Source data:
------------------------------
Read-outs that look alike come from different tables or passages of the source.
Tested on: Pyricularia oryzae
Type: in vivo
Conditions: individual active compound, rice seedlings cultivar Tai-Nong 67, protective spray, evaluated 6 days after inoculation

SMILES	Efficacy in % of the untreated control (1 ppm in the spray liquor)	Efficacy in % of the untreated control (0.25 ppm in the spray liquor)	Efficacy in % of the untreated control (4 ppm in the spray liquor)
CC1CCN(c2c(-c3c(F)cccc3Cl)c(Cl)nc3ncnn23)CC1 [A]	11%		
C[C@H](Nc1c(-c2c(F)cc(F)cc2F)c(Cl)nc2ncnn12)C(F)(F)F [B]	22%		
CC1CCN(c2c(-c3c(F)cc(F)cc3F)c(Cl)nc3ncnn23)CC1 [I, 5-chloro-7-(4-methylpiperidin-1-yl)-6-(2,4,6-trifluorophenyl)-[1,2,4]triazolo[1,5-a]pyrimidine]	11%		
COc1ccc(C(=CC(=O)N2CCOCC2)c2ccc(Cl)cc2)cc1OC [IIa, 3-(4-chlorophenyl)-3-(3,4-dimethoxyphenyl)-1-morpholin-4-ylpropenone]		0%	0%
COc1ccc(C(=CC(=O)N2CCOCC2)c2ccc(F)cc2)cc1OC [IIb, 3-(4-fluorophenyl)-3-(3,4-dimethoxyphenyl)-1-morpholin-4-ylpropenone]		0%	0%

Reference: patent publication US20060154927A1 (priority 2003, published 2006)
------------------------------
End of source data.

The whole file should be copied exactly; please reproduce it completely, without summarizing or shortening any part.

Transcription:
Read-outs that look alike come from different tables or passages of the source.
Tested on: Pyricularia oryzae
Type: in vivo
Conditions: individual active compound, rice seedlings cultivar Tai-Nong 67, protective spray, evaluated 6 days after inoculation

SMILES	Efficacy in % of the untreated control (1 ppm in the spray liquor)	Efficacy in % of the untreated control (0.25 ppm in the spray liquor)	Efficacy in % of the untreated control (4 ppm in the spray liquor)
CC1CCN(c2c(-c3c(F)cccc3Cl)c(Cl)nc3ncnn23)CC1 [A]	11%		
C[C@H](Nc1c(-c2c(F)cc(F)cc2F)c(Cl)nc2ncnn12)C(F)(F)F [B]	22%		
CC1CCN(c2c(-c3c(F)cc(F)cc3F)c(Cl)nc3ncnn23)CC1 [I, 5-chloro-7-(4-methylpiperidin-1-yl)-6-(2,4,6-trifluorophenyl)-[1,2,4]triazolo[1,5-a]pyrimidine]	11%		
COc1ccc(C(=CC(=O)N2CCOCC2)c2ccc(Cl)cc2)cc1OC [IIa, 3-(4-chlorophenyl)-3-(3,4-dimethoxyphenyl)-1-morpholin-4-ylpropenone]		0%	0%
COc1ccc(C(=CC(=O)N2CCOCC2)c2ccc(F)cc2)cc1OC [IIb, 3-(4-fluorophenyl)-3-(3,4-dimethoxyphenyl)-1-morpholin-4-ylpropenone]		0%	0%

Reference: patent publication US20060154927A1 (priority 2003, published 2006)